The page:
Journal of Child & Adolescent Trauma

, Volume 11, Issue 1, pp 113–120 | Cite as

An Exploration of the Relationship between Experiences with Sibling Abuse and Peer Bullying: a Pilot Study

  • Mandy Morrill
  • Curt Bachman
  • Brittany Polisuk
  • Katie Kostelyk
  • Stephanie Wilson


This paper uses peer reviewed research and a comprehensive literature review to highlight some of connections and similarities between experience with sibling abuse and experience with peer bullying. Specifically, an altered version of the Conflict Tactics Scale (Straus Journal of Marriage and the Family, 41, 75-88, 1979) was used to empirically explore the potential relationship between experience with peer bullying as a survivor or perpetrator, and experience with sibling abuse as a survivor or perpetrator. The results of Person's product moment correlations indicate there is a significant relationship between surviving sibling abuse and surviving peer bullying, as well as perpetrating sibling abuse and perpetrating peer bullying. In addition to a discussion of the details of the study conducted, clinical considerations for interventions, training, research and prevention are discussed.


Sibling abuse Peer bullying Familial violence Trauma Child abuse 


Compliance with Ethical Standards

All procedures followed were in accordance with the ethical standards of the responsible committee on human experimentation (institutional and national) and with the Helsinki Declaration of 1975, as revised in 2000. Informed consent was obtained from all patients for being included in the study.

Conflict of Interest



  1. Ammerman, R., & Hersen, M. (1991). Case studies in family violence. New York: Plenum Press.CrossRefGoogle Scholar
  2. Baly, M. W., Cornell, D. G., & Lovegrove, P. (2014). a longitudinal investigation of self- and peer reports of bullying victimization across middle school. Psychology in the Schools, 51(3), 217–240. doi: 10.1002/pits.21747.CrossRefGoogle Scholar
  3. Batsche, G., & Knoff, H. (1994). Bullies and their victims: Understanding a pervasive problem in the schools. School Psychology Review, 23, 165–175 Retrieved from Scholar
  4. Bell, K., & Guimond, J. (2012). The impact of child abuse history, PTSD symptoms, and anger arousal on dating violence perpetration among college women. Journal of Family Violence, 27(3), 165–175.CrossRefGoogle Scholar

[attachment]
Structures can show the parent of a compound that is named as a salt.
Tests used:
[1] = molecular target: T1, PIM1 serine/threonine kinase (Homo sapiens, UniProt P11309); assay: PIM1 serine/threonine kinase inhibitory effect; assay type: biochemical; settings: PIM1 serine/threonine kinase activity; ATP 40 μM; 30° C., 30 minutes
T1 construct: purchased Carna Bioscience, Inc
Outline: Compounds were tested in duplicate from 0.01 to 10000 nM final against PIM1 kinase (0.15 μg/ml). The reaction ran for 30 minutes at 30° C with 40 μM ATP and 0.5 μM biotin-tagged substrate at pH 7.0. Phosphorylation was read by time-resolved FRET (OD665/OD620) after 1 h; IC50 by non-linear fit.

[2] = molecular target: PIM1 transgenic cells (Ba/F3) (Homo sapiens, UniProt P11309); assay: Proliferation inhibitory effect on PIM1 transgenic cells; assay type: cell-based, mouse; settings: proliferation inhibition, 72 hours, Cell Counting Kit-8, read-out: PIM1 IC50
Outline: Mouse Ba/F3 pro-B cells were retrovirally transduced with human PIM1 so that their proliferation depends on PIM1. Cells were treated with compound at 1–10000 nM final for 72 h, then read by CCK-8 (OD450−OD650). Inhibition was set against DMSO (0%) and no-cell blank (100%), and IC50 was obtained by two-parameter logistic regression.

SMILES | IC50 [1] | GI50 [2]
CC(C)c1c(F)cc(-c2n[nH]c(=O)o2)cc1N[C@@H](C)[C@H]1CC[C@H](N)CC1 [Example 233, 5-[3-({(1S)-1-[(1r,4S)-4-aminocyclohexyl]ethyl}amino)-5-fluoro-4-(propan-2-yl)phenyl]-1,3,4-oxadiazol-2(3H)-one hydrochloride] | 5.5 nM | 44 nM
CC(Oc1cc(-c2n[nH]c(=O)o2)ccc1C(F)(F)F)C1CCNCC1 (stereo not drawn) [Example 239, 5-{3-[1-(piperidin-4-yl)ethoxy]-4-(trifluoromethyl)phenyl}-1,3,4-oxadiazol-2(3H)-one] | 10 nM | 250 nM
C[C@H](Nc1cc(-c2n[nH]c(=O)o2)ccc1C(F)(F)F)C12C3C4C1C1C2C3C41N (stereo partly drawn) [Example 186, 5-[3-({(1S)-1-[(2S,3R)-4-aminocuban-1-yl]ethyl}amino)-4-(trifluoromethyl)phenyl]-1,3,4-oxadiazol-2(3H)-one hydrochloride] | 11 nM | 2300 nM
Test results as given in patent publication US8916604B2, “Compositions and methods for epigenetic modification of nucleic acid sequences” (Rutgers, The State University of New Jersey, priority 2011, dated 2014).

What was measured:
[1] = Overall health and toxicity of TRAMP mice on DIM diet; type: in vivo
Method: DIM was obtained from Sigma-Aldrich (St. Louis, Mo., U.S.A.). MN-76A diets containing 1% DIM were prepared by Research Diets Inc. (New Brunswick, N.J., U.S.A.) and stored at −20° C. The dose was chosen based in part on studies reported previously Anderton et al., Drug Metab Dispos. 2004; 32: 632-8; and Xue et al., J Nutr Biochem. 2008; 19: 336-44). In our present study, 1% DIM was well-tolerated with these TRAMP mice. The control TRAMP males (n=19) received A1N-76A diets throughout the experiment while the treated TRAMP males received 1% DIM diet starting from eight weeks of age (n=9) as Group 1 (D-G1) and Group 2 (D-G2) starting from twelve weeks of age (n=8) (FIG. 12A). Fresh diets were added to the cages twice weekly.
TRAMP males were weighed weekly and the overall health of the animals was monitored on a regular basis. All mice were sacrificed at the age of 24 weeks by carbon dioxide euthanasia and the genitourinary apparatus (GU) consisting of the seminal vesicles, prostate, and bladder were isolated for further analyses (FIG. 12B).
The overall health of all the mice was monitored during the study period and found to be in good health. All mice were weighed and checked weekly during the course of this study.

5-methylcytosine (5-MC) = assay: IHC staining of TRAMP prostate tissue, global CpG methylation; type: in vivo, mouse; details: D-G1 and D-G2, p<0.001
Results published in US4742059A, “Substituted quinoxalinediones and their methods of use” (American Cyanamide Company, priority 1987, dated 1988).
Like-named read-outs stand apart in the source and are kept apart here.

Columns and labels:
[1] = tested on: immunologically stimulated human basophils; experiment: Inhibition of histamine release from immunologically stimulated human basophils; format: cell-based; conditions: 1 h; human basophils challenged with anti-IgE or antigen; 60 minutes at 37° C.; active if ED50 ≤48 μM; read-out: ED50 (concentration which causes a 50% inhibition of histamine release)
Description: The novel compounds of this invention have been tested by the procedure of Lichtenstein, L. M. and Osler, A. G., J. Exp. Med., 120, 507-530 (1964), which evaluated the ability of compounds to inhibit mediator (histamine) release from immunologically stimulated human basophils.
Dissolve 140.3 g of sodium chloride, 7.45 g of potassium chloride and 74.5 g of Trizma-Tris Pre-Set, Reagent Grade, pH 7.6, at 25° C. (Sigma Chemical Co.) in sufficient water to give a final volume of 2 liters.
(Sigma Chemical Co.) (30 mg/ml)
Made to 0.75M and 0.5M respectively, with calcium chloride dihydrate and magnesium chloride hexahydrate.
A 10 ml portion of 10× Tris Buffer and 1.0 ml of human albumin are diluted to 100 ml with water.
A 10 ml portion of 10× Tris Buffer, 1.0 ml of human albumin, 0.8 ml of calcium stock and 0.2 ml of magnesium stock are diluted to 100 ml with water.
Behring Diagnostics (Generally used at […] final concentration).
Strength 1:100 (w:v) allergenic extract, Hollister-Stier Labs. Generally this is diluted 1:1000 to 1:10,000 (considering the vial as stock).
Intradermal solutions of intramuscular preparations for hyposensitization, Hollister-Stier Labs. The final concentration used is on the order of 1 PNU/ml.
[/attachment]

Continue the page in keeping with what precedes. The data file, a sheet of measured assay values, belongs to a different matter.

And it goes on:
5. Bess, B. E., & Janssen, Y. (1982). Incest: A pilot study. The Hillside Journal of Clinical Psychiatry, 4, 39–52.Google Scholar
  6. Caffaro, J., & Conn-Caffaro, A. (1998). Sibling abuse trauma. New York: Haworth Maltreatment and Trauma Press.Google Scholar
  7. Caffaro, J., & Conn-Caffaro, A. (2005). Treating sibling abuse families. Aggression and Violent Behavior, 10, 604–623.CrossRefGoogle Scholar
  8. Caspi, J. (2011). Sibling aggression: Assessment and treatment. New York: Springer.Google Scholar
  9. Dardis, C. M., Dixon, K. J., Edwards, K. M., & Turchik, J. A. (2015). An examination of the factors related to dating violence perpetration among young men and women and associated theoretical explanations: A review of the literature. Trauma, Violence, & Abuse, 16(2), 136–152.CrossRefGoogle Scholar
  10. Duncan, R. D. (1999). Peer and Sibling Aggression. Journal of Interpersonal Violence, 14(8), 871–886.CrossRefGoogle Scholar
  11. Finger, L., Marsh, H., Craven, R., & Parada, R. (2005). Strengthening anti-bullying research: An investigation into the misuse of dichotomous variables. Paper presented at the Australian Association for Research in Education Conference, Parramatta, Australia. Retrieved from
  12. Goodwin, M. P., & Roscoe, B. (1990). Sibling violence and agonistic interactions among middle adolescents. Adolescence, 25, 451–467.PubMedGoogle Scholar
  13. Gomez, A. (2011). Testing the cycle of violence hypothesis: Child abuse and adolescent dating violence as predictors of intimate partner violence in young adulthood. Youth Society, 43(1), 171–192.CrossRefGoogle Scholar
  14. Hazler, R. J., Hoover, J. H., & Oliver, R. (1992). What kids say about bullying. The Executive Educator, 28(2), 20–22 Retrieved from Scholar
  15. Hoetger, L., Hazen, E., & Brank, E. (2015). All in the family: A retrospective study comparing sibling bullying and peer bullying. Journal of Family Violence, 30(1), 103–111. doi: 10.1007/s10896-014-9651-0.CrossRefGoogle Scholar
  16. Holt, M., Kantor, G., & Finkelhor, D. (2009). Parent/child concordance about bullying involvement & family characteristics related to bullying & peer victimization. Journal of School Violence, 8(1), 42–63. doi: 10.1080/15388220802067813.CrossRefGoogle Scholar
  17. Johnston, C., & Freeman, W. (1989). Parent training interventions for sibling conflict. In M. James (Ed.), Handbook of parent training: Parents as co-therapists for children's behavior problems (2nd ed., pp. 153–176). New York: John Wiley & Sons, Inc..Google Scholar
  18. Keith, S., & Martin, M. (2005). Cyber-bullying: Creating a culture of respect in a cyber world. Reclaiming Children and Youth, 13(4), 224–228 Retrieved from Scholar
  19. Kiselica, M., & Morrill-Richards, M. (2007). Sibling maltreatment: The forgotten abuse. Journal of Counseling & Development, 85, 148–161.CrossRefGoogle Scholar
  20. Liem, J. H., & Boudewyn, A. C. (1999). Contextualizing the effects of childhood sexual abuse on adult self- and social functioning: An attachment theory perspective. Child Abuse and Neglect, 23, 1141–1157.CrossRefPubMedGoogle Scholar